Copyright Law, the Internet and the Public Interest
Tuesdays, 7:30-10 p.m.
Prof. Stanley N. Katz
Secretary: Sandy Paroly
General Approach of the PTF:
The law of intellectual property is currently undergoing significant change, both in the United States and abroad. Internationally, a new law of copyright was negotiated in Geneva, Switzerland under the auspices of the World Intellectual Property Organization (WIPO). The new WIPO treaties that resulted was the product of a series of interlocking global and national interests corporate and other content providers ("rightsholders"), pipeline communications companies, public interest organizations, the countries of the developing world. The WIPO treaties required implementation by national legislation, however. In the United States, new legislation (The Digital Millennium Copyright Act of 1998 (DMCA) was passed to replace the longstanding regime created by the Copyright Act of 1976. The DMCA introduces substantial change into the protection of copyright in the United States, and also includes provision for certain ongoing reviews of the implementation of the law.
The impetus for change in the law of intellectual property is the emergence of information technology. Our traditional law was based on the metaphor of intellectual products as physical property (hence the term "intellectual property"), but it is no longer clear the metaphor works in a digital world of instant communication, multiple (and sometimes anonymous) authorship and instantaneous copying and transmission of digital information. The interests at stake are enormous, since the nature of the ownership of publications of all kinds will determine the economic structure of the United States to a considerable extent. Large corporations based in the United States and elsewhere feel that the legal regime of copyright will be the single most important factor in their success or failure: Microsoft, Viacom, AT&T, Bertelsmann, Walt Disney and so forth. For the most part, these organizations appear to want stronger property rights in their products in the digital environment than they had in the analog world, and they are understandably concerned to control "piracy" through digital copying.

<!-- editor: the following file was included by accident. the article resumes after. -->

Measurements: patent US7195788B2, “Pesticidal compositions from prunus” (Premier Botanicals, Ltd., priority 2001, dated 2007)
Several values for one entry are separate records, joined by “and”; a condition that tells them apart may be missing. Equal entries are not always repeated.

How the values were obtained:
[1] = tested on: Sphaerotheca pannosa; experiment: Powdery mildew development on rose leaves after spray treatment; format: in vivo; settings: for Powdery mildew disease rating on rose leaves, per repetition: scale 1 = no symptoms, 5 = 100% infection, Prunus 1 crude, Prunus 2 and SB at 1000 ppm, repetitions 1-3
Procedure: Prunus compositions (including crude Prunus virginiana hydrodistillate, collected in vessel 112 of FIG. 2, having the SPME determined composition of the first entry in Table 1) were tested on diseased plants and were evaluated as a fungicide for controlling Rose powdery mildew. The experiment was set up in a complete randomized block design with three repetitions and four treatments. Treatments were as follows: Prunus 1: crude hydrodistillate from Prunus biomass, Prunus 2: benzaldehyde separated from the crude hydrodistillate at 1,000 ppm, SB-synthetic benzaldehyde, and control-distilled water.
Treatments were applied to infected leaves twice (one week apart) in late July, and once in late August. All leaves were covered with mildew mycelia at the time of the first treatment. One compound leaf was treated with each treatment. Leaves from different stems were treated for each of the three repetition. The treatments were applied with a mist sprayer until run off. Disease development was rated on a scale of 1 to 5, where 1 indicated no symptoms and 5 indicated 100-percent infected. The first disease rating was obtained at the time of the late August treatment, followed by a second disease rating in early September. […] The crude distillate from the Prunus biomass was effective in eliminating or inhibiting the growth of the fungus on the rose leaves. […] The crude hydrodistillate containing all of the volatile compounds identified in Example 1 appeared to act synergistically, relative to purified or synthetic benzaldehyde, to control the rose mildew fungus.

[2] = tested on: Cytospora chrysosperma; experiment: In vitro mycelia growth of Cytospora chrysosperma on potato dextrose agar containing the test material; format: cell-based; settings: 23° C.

But other organizations and interest groups in the United States fear that the delicate balance between the rights of intellectual property holders and those of "users" will be upset by the DMCA and emerging intellectual property regimes. The most obvious site of contest is the doctrine of "fair use," which holds that certain types of educational, journalistic and other uses of intellectual property are permissible without the consent of the rightsholder and without payment. Without such a doctrine we could not have public libraries, we could not make copies of scholarly works for research and teaching, we could not videotape television programs nor could we quote from books under review.
We will have guest experts representing all of the major contesting parties in the ongoing controversy from publishers organizations, libraries and museums, universities, musical distributors, and congressional staff.